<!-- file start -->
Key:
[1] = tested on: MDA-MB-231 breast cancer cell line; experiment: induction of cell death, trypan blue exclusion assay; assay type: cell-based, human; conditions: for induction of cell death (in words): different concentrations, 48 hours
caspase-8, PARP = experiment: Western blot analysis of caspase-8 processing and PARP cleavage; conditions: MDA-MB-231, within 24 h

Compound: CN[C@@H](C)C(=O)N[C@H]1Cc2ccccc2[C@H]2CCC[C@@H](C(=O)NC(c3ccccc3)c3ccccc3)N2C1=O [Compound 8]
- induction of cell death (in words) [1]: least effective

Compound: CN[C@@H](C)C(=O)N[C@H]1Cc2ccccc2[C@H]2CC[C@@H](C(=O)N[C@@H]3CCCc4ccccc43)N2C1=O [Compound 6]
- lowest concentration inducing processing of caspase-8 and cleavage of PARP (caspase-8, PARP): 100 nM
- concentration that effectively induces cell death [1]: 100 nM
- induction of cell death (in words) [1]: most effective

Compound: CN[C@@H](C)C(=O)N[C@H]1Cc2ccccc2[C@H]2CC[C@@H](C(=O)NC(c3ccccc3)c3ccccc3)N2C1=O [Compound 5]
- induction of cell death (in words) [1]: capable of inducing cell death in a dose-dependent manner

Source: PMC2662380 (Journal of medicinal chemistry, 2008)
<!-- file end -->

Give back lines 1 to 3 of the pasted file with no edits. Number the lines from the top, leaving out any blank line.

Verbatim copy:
Key:
[1] = tested on: MDA-MB-231 breast cancer cell line; experiment: induction of cell death, trypan blue exclusion assay; assay type: cell-based, human; conditions: for induction of cell death (in words): different concentrations, 48 hours
caspase-8, PARP = experiment: Western blot analysis of caspase-8 processing and PARP cleavage; conditions: MDA-MB-231, within 24 h